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The AI that kicked everyone's ass at StarCraft 2 has made 'a stunning advance' in protein folding

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Remember AlphaStar, the AI that kicked everyone's ass in StarCraft 2 (opens in new tab)? That was cool. But it turns out that DeepMind, the Google-owned company that created it, had higher aspirations that just being really good at an RTS. As reported by The Guardian (opens in new tab), DeepMind has a another AI called AlphaFold, and it's recently made unprecedented advances in the field of protein folding.

Protein folding is the process by which protein chains acquire their three-dimensional structures, which are foundational elements of biology. The more scientists can understand the process and predict how protein folding occurs, the better equipped they are to develop medical treatments for a tremendous range of illnesses and disease. It also opens the door to other advances, like the development of better GM crops.

The trouble is that there are a massive number of possible combinations—humans have more than 20,000 proteins, according to this Carleton University (opens in new tab) report on using AI to develop a COVID-19 treatment, with more than 200 million potential interactions between them—and determining these shapes is a slow and painstaking progress. 

Distributed computing projects like Folding@home have helped (and we have a team (opens in new tab), if you'd like to contribute), but the AlphaFold project promises much bigger things: It outperformed other entrants in a recent Critical Assessment of Protein Structure Prediction (opens in new tab) program, which is obviously big, but it also maintained a level of accuracy on par with conventional lab-based methods.

"This computational work represents a stunning advance on the protein-folding problem, a 50-year-old grand challenge in biology," Royal Society president Venki Ramakrishnan said. "It has occurred decades before many people in the field would have predicted. It will be exciting to see the many ways in which it will fundamentally change biological research."

"This is a problem that I was beginning to think would not get solved in my lifetime," EMBL (opens in new tab) European Bioinformatics Institute director emeritus Janet Thornton said. "Knowing these structures will really help us to understand how human beings operate and function, how we work."

AlphaFold is not AlphaStar, but it's built on the foundations laid by the StarCraft 2-playing AI. Much like picking out school buses and stop signs in captcha sequences is teaching Skynet what to shoot at, learning to play StarCraft at a high level helped DeepMind's AI project develop the ability to take on tougher "real-world problems."

(Image credit: DeepMind)

 It's a tremendous step forward, but DeepMind said in a blog post (opens in new tab) that goes into detail on the research that "there are still many questions to answer."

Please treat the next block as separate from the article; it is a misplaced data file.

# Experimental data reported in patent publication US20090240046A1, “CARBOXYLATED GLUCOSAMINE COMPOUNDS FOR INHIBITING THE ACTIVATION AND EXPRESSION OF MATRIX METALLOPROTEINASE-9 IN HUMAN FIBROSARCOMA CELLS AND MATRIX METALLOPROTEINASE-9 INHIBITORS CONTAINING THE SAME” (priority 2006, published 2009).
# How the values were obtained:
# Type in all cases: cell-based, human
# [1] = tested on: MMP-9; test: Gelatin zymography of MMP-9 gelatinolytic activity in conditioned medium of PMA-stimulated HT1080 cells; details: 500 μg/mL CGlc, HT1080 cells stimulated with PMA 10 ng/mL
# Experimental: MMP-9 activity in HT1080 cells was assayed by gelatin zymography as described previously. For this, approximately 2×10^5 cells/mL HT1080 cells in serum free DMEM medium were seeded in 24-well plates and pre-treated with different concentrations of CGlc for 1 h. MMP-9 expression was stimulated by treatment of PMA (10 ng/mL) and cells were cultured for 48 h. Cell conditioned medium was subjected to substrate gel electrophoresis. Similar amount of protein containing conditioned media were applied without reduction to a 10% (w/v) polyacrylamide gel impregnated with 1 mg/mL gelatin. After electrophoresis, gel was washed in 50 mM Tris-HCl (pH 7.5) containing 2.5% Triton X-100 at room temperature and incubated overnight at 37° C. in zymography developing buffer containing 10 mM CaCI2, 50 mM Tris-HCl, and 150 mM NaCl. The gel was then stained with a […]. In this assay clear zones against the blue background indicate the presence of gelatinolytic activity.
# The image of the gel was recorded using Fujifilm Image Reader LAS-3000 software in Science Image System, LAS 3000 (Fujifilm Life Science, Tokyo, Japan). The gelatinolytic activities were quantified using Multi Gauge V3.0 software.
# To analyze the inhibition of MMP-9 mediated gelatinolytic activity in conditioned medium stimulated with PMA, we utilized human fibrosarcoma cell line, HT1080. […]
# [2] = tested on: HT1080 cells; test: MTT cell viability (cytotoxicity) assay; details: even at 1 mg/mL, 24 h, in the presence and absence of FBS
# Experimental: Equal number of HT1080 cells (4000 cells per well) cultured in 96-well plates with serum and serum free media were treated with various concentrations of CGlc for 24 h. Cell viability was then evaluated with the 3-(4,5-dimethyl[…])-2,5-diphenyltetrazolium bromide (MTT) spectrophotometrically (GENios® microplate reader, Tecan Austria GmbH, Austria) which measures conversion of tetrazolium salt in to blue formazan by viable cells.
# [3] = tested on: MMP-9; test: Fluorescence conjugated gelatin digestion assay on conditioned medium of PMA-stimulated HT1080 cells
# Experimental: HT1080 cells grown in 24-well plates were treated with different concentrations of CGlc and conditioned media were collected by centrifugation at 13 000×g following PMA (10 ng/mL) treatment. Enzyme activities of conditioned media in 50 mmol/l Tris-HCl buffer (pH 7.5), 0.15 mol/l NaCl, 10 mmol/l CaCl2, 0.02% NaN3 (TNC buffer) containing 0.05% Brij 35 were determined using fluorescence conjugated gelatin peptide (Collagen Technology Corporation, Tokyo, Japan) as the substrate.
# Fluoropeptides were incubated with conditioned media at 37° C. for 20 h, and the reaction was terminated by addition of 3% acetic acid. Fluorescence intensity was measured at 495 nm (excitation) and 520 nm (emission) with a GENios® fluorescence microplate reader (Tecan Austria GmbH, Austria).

"Not every structure we predict will be perfect. There’s still much to learn, including how multiple proteins form complexes, how they interact with DNA, RNA (opens in new tab), or small molecules (opens in new tab), and how we can determine the precise location of all amino acid side chains," it wrote. "In collaboration with others, there’s also much to learn about how best to use these scientific discoveries in the development of new medicines, ways to manage the environment, and more."

"For all of us working on computational and machine learning methods in science, systems like AlphaFold demonstrate the stunning potential for AI as a tool to aid fundamental discovery. Just as 50 years ago Anfinsen (opens in new tab) laid out a challenge far beyond science’s reach at the time, there are many aspects of our universe that remain unknown. The progress announced today gives us further confidence that AI will become one of humanity’s most useful tools in expanding the frontiers of scientific knowledge, and we’re looking forward to the many years of hard work and discovery ahead!"

Andy Chalk
Andy Chalk

Andy has been gaming on PCs from the very beginning, starting as a youngster with text adventures and primitive action games on a cassette-based TRS80. From there he graduated to the glory days of Sierra Online adventures and Microprose sims, ran a local BBS, learned how to build PCs, and developed a longstanding love of RPGs, immersive sims, and shooters. He began writing videogame news in 2007 for The Escapist and somehow managed to avoid getting fired until 2014, when he joined the storied ranks of PC Gamer. He covers all aspects of the industry, from new game announcements and patch notes to legal disputes, Twitch beefs, esports, and Henry Cavill. Lots of Henry Cavill.